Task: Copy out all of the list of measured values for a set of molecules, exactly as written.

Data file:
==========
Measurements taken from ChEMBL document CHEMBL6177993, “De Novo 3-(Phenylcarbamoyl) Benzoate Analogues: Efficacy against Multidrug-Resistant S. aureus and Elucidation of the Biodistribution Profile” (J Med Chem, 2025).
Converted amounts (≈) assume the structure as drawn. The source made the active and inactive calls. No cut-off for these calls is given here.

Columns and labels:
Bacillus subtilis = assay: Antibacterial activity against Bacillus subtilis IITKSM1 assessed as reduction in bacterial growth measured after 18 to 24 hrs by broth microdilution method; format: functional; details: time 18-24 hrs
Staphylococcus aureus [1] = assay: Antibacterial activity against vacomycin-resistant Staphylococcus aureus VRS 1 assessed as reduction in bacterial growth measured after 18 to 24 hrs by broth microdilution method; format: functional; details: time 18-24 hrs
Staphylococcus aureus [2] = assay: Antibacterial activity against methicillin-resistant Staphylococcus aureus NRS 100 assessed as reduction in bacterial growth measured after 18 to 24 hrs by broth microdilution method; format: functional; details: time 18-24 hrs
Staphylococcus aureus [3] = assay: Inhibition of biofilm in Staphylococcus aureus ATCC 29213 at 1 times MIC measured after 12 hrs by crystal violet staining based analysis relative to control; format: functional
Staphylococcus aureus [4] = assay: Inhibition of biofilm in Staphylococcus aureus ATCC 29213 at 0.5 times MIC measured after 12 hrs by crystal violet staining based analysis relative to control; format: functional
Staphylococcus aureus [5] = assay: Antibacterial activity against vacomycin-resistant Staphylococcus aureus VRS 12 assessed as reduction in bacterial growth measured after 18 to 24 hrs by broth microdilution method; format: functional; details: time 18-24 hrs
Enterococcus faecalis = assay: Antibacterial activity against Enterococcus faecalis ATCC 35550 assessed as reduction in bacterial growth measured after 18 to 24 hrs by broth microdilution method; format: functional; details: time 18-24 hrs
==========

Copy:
Measurements taken from ChEMBL document CHEMBL6177993, “De Novo 3-(Phenylcarbamoyl) Benzoate Analogues: Efficacy against Multidrug-Resistant S. aureus and Elucidation of the Biodistribution Profile” (J Med Chem, 2025).
Converted amounts (≈) assume the structure as drawn. The source made the active and inactive calls. No cut-off for these calls is given here.

Columns and labels:
Bacillus subtilis = assay: Antibacterial activity against Bacillus subtilis IITKSM1 assessed as reduction in bacterial growth measured after 18 to 24 hrs by broth microdilution method; format: functional; details: time 18-24 hrs
Staphylococcus aureus [1] = assay: Antibacterial activity against vacomycin-resistant Staphylococcus aureus VRS 1 assessed as reduction in bacterial growth measured after 18 to 24 hrs by broth microdilution method; format: functional; details: time 18-24 hrs
Staphylococcus aureus [2] = assay: Antibacterial activity against methicillin-resistant Staphylococcus aureus NRS 100 assessed as reduction in bacterial growth measured after 18 to 24 hrs by broth microdilution method; format: functional; details: time 18-24 hrs
Staphylococcus aureus [3] = assay: Inhibition of biofilm in Staphylococcus aureus ATCC 29213 at 1 times MIC measured after 12 hrs by crystal violet staining based analysis relative to control; format: functional
Staphylococcus aureus [4] = assay: Inhibition of biofilm in Staphylococcus aureus ATCC 29213 at 0.5 times MIC measured after 12 hrs by crystal violet staining based analysis relative to control; format: functional
Staphylococcus aureus [5] = assay: Antibacterial activity against vacomycin-resistant Staphylococcus aureus VRS 12 assessed as reduction in bacterial growth measured after 18 to 24 hrs by broth microdilution method; format: functional; details: time 18-24 hrs
Enterococcus faecalis = assay: Antibacterial activity against Enterococcus faecalis ATCC 35550 assessed as reduction in bacterial growth measured after 18 to 24 hrs by broth microdilution method; format: functional; details: time 18-24 hrs